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Plug-and-Play

Web services and service-oriented architectures lead to shorter development cycles for bank IT departments.

A Question of Degree

Some vendors have already completed the journey. "We basically spent over $100 million over the last three-and-a-half years, building from scratch a brand-new set of applications from the ground up on J2EE," says Imad Mouline, chief technology officer of S1 Corp. (Atlanta). "Even though we have an application that's completely turnkey that can be used without programming, we want to make it available to other systems."

Thus, bank programmers can either write Java applets that run alongside of the S1 applications, or they can develop more extensible Web services using either J2EE or .NET development tools. "Every one of our components exposes its features via Web services as well as a Java API [application program interface]," says Mouline.

Web services technology also helps vendors expand their technological footprint and customer reach. For instance, in order to address the credit union market better, Fiserv (Brookfield, Wis.) acquired IntegraSys from EDS in July 2003. IntegraSys had adopted an SOA development methodology using Microsoft's .NET and soon discovered that Fiserv was adapting the same architecture. "It's something that really gives us a strong advantage now," says David Turner, CIO of IntegraSys. "We can more easily integrate with other business units within Fiserv and offer services that they have to our credit unions."

The architecture has allowed IntegraSys to integrate more easily with third-party providers such as Experian (Costa Mesa, Calif.), which offers a Web service for pulling credit reports. In another instance, IntegraSys had a core systems client that wanted to retain its existing loan origination package. "The credit union technology staff, within one hour, was able to utilize our Web service to book a loan from their loan origination system," Turner says.

But it's not always that easy. For larger organizations such as Citigroup (New York, $1.26 trillion in assets), it usually takes considerably more than an hour to connect two services together, even if there's no programming involved. "As more and more services become available, whether they're available inside your own company or you're tapping into resources outside your company, like CashEdge [see article, page 11], the ability to integrate with all these other systems, services and companies is in many cases more challenging than the individual development itself of a particular service," says Howie Schechtman, vice president and technology director for CitibankOnline.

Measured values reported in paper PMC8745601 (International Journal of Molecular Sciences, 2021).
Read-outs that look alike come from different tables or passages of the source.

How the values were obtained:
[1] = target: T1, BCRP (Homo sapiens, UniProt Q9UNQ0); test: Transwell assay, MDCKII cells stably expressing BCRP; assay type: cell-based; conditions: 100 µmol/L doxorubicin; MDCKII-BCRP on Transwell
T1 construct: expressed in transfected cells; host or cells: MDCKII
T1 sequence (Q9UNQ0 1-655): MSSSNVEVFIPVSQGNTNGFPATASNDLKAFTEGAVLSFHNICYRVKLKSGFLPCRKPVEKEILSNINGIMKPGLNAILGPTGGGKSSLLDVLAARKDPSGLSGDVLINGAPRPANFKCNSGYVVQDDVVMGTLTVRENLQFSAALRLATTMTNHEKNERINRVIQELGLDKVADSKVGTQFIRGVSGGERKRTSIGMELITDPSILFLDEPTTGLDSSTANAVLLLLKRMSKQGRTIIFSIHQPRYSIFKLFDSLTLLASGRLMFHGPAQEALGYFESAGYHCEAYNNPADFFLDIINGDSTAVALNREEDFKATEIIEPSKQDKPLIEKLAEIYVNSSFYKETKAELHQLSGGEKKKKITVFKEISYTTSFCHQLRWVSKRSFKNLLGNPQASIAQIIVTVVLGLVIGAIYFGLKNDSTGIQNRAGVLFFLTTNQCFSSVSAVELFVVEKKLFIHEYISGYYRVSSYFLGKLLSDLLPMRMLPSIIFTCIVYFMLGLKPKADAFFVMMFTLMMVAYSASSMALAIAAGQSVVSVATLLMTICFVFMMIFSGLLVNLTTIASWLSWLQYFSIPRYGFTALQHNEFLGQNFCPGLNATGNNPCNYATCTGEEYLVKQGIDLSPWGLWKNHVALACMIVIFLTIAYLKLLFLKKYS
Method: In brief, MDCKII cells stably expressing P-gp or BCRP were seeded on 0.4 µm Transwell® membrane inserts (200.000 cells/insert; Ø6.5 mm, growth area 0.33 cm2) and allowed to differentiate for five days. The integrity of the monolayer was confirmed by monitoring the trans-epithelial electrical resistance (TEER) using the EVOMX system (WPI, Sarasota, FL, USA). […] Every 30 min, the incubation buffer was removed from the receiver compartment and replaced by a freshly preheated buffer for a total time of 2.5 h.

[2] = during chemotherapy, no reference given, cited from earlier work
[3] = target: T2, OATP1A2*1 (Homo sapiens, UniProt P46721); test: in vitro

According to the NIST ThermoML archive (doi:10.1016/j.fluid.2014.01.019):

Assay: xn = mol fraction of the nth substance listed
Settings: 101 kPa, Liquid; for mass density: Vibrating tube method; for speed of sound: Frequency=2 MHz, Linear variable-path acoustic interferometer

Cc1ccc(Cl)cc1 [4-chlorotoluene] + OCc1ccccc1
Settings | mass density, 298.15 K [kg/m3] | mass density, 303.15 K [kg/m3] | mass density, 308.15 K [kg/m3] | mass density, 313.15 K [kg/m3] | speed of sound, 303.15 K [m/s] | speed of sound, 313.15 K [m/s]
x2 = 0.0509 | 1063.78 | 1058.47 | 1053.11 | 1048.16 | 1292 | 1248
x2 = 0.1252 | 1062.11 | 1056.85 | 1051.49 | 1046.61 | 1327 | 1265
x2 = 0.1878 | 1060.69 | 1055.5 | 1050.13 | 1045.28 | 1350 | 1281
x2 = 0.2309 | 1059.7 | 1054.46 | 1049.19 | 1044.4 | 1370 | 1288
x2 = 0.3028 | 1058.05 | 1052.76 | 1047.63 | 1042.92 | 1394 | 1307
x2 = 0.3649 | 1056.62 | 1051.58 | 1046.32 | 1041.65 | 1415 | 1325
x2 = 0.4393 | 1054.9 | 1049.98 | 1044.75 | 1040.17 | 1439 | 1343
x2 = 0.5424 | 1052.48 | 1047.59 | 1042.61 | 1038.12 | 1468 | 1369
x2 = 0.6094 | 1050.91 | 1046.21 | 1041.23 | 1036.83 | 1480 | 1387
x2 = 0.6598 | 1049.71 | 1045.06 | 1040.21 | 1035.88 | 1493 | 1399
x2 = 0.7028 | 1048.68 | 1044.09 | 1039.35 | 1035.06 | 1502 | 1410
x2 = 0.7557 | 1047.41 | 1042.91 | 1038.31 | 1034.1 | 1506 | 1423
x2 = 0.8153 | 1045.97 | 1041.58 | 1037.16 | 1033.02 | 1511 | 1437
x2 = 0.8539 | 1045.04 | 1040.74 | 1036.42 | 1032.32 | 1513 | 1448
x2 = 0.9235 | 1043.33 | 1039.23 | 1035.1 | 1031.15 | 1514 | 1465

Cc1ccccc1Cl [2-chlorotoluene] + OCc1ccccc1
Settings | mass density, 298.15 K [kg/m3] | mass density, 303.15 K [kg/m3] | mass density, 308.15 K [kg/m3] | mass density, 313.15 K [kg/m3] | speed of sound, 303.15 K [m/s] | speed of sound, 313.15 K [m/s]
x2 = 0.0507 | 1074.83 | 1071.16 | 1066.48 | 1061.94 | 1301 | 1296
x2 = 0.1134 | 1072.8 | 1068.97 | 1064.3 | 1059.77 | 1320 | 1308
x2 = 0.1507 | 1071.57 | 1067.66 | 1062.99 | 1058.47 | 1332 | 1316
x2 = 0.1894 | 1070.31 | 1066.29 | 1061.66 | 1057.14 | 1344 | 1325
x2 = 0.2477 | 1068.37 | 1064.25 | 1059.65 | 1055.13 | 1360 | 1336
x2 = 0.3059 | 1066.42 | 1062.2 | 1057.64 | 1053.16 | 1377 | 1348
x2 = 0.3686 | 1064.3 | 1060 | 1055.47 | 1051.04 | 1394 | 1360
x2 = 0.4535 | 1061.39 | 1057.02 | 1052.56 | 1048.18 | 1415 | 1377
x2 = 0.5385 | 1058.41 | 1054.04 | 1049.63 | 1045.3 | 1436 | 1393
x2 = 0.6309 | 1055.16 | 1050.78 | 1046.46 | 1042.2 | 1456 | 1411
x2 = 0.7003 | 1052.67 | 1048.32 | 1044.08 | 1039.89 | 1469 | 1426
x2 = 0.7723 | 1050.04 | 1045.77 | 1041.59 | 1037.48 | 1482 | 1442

Not only does the connection between two systems have to work as intended, but the various parties involved also have to negotiate service level agreements (SLAs), performance guarantees and contingency plans. So if a visitor to a Citibank Web site clicks on a link provided by a content partner, the system cannot simply freeze up. "Even though we have an SLA of 99.5 percent, we want to be able to allow the customer to continue and not be stuck waiting for a response," Schechtman says.

Citibank has cautiously embraced Web services and the vision behind services-oriented architectures. "We're always on the road to improve our enterprise architecture," Schechtman adds. "We already have a multichannel architecture, so it's easy for us to take a function like a wire transfer and put it on our ATMs, as well as on our Internet applications."

But Schechtman will only go as far as open standards will take him. "A lot of the vendors provide proprietary solutions, which doesn't give you the most flexibility," he says. "Those proprietary solutions are really effective at jump-starting a smaller financial institution."

But, for an organization the size of Citibank, there's a danger in becoming dependent upon any one software provider. "They always have something unique that they bring to the table," Schechtman warns. "And the uniqueness is what you have to be careful with."

Thus, Citibank, let alone Citigroup, hasn't committed to an overarching SOA vendor strategy for the entire organization. "We, like most of the industry, are migrating rapidly to an open standards environment," Schechtman continues. "We're moving as much as we can to vendor-agnostic solutions, because with the advent of really low-cost hardware solutions running on OSs like Linux, more and more solutions are available today on a variety of hardware platforms."

But Schechtman is certainly a proponent of Web services for connecting disparate applications. As far as standards go, Citibank's technology group is moving toward Java. "We see the world being populated primarily by J2EE for enterprise applications," he says. "Microsoft .NET will be there, but J2EE will be there in greater numbers."

Accordingly, other popular open standards at Citibank include Struts, the Apache Software Foundation's framework for developing Java applications, and Tiles, a framework for assembling the presentation layer for software programs. Just as Apache's Linux-based Web servers have become the most popular on the Internet, open-source development tools are gaining in popularity within the business community.

Whether by open-source or proprietary tools, .NET or Java, SOA or point-to-point, at least one thing is clear: the plug-and-play benefits of SOAs and Web services promise to increase the pace of innovation in financial services.

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